Atal Bihari Vajpayee once said that he was a poet by instinct and a politician by accident. It was his poetic instinct that made him the politician and the great orator he was. In an era when a conciliatory tone is seen as a sign of weakness, Vajpayee rose above the rest to emerge as the biggest consensus builder.
His National Democratic Alliance (NDA) was the first functional experiment in unity in ideological diversity. When Vajpayee led the fractious coalition government in 1999, no one expected it to last, not even those within the BJP, especially after the earlier 13-day and 13-month-long failed stints. However, the coalition did last the whole term, speaking volumes about Vajpayee’s charisma and personal rapport with smaller parties. Vajpayee’s success lay in the fact that he never made the smaller parties feel small.
He managed temperamental and unpredictable allies like Mamata Banerjee, late J. Jayalalithaa and M. Karunanidhi with dignity, grace and humour. He landed at DMK leader Murasoli Maran’s funeral in 2003, surprising everyone, when the BJP’s relationship with his party was particularly tense. This is how Vajpayee was. He did not let his ego become bigger than his party or the government.
He handled toughest of situations with his wit and self-deprecatory humour. His speeches in Parliament are some of the most memorable ever, appreciated by political leaders cutting across party lines. He had a way with words that made him get away by saying things which would have sounded hurtful coming from a lesser leader. As a young MP, he once mischievously told Jawaharlal Nehru that his personality had both Churchill and Chamberlain in it. He got away as Nehru took it in his stride with a smile. In fact, later he introduced Vajpayee to a foreign dignitary as “future prime minister” of the country. There was mutual respect and admiration that they shared.
Whether in government or in the Opposition, Vajpayee was a firm believer that contentious issues should be resolved with collective wisdom of people. On the matter of Jammu and Kashmir, he managed to disarm even the hardliners among the separatists as he famously said that he wanted to find the solution to the problem under the umbrella of “Kashmiriyat, Insaniyat and Jamuriyat”. After four years in power, and blowing hot and cold over Kashmir, even Prime Minister Narendra Modi was forced to acknowledge in his Independence Day address that the best solution perhaps lay in the three powerful words enunciated by Vajpayee.
Till date, the mainstream political parties in Jammu and Kashmir and the separatists claim that they had the best chance of resolving the long drawn problem under the government led by Vajpayee. They somehow trusted the benign inclusivity of the leader. Many in the strategic and diplomatic circles also believe that India had the best chance of reaching some kind of a peace agreement with Pakistan under Vajpayee. The countries did come close to it when Vajpayee invited President Pervez Musharraf for a summit in Agra in July 2001.
He would have liked to define his years in power with one great issue -- and that was resolution of the problems with Pakistan. Preferring to take the path of peace and conciliation rather than confrontation, Vajpayee’s credibility with Pakistan too was high. However, on the verge of making history and signing the joint statement, Vajpayee preferred to trash Pakistan’s arm-twisting diplomatic moves, showing his streak of firmness underneath the conciliatory gestures.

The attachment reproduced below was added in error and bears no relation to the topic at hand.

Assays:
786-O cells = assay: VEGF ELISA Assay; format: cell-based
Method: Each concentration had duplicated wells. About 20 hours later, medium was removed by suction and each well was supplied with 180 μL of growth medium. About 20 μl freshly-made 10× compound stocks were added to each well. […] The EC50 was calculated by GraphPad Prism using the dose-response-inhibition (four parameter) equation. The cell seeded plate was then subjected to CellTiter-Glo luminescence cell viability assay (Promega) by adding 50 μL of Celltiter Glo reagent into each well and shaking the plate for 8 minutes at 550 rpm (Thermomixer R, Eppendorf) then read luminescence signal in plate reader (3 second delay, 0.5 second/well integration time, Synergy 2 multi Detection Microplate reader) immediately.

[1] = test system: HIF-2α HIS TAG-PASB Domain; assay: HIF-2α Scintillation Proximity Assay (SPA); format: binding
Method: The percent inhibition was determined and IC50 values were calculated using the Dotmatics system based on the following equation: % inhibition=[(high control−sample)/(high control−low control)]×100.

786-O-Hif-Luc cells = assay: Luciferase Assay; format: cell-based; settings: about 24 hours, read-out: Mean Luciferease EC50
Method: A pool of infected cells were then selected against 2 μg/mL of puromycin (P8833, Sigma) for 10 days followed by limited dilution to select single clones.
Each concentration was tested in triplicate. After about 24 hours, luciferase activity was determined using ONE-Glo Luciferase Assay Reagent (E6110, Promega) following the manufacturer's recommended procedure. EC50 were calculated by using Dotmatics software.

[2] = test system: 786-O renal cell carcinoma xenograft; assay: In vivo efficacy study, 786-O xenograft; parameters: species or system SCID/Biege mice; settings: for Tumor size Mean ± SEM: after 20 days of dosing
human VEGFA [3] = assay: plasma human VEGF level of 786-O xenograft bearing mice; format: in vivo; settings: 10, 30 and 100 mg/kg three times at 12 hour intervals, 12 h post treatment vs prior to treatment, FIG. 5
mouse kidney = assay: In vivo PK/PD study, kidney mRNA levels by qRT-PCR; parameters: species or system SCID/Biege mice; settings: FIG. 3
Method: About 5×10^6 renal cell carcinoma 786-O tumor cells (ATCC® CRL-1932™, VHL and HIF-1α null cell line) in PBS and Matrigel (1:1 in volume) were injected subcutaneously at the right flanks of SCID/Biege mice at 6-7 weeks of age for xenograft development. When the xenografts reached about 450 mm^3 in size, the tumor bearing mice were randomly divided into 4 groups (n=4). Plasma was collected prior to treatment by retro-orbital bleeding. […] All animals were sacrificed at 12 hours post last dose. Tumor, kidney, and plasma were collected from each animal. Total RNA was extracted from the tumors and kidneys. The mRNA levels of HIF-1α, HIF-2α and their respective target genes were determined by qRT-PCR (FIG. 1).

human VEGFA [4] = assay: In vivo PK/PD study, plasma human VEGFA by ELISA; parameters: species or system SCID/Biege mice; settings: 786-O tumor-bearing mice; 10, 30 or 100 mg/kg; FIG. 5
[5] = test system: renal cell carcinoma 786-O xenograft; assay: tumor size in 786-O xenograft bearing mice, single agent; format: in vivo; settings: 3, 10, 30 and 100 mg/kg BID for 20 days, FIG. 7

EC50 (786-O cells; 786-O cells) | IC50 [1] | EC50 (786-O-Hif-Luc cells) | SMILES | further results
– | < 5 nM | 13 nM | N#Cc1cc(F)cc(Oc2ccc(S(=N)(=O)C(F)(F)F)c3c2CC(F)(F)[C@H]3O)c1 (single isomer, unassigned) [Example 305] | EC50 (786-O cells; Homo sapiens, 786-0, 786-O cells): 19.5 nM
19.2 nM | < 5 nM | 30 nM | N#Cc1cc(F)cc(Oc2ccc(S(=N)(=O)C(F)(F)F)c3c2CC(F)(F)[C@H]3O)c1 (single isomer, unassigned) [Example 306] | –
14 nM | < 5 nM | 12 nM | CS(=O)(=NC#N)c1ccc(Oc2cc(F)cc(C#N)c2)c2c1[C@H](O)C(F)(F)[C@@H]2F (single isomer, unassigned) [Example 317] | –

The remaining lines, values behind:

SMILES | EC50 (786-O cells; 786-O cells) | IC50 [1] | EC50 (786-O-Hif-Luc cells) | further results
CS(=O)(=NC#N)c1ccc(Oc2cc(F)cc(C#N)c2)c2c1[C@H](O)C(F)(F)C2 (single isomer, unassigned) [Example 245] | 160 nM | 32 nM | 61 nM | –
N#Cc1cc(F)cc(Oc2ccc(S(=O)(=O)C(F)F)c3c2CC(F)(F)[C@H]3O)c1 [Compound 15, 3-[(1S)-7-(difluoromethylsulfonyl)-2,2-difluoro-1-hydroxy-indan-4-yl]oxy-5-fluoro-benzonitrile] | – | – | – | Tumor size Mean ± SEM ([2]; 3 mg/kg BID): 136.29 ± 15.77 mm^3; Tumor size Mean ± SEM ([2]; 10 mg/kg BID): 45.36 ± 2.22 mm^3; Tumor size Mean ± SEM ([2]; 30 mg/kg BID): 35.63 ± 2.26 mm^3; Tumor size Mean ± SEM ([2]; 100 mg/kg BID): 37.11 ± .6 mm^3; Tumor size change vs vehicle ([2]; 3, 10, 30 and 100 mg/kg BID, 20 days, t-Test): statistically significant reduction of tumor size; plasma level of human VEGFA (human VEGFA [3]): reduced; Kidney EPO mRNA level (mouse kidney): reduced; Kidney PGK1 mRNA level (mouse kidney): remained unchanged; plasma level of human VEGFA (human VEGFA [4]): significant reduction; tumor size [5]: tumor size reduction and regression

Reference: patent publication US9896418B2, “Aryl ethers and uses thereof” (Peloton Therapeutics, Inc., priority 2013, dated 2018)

Vajpayee’s foreign policy went beyond the ideological chains that had bound it earlier. If the US was unhappy after India’s nuclear tests, the then PM moved swiftly to mend relations with the country, prompting a visit by President Bill Clinton in 2000.
Within the BJP, he was always considered the moderate face with his long-time associate L.K. Advani being the hardliner – the vikas purush and the loh purush. However, this too was more of a simulated conflict between the two than a real one. As the Prime Minister, Vajpayee appointed Advani as his deputy, giving him space and freedom. As the deputy PM and the home minister, Advani was given almost complete charge of domestic agenda. In fact, Advani has gone on record to say that the two shared a friendship that does not exist in politics anymore. Vajpayee allowed Advani to come up and take his rightful place only because he was secure within himself.
He even gave space and freedom to his Cabinet colleagues to function independently. Approval of foreign direct investment (FDI) in print media was one such issue that Vajpayee favoured. However, he gave time for debate and discussion to prepare the climate for the decision. He left the paperwork and other details to the minister concerned – Sushma Swaraj in this case – and took the final decision at the right time. It was same with disinvestment – a decision he left to his minister Arun Shourie. He never tried to overshadow any of his colleagues.
Though Vajpayee always conceded that Ram temple in Ayodhya was a universal demand, he did not make a real push for it, seeking a solution with the goodwill of all concerned. As he became the human face of Hindu nationalism, he was never a favourite of the RSS. He was not “Hindu enough” for the Sangh, who didn’t quite approve of his lifestyle too. In this case too, Vajpayee preferred a more passive approach and made use of then party president Venkaiah Naidu and RSS joint secretary Madan Das Devi as links between the PMO and the Sangh.
As he passes away, Vajpayee would perhaps like everyone to remember the following lines from his poem ‘Door kahin koi rota hai’ --
Janmadin par hum iththlate,
Kyon na maran tyohaar manaate,
Antim yatra ke avsar par,
Aansoo ka ashakun hota hai…
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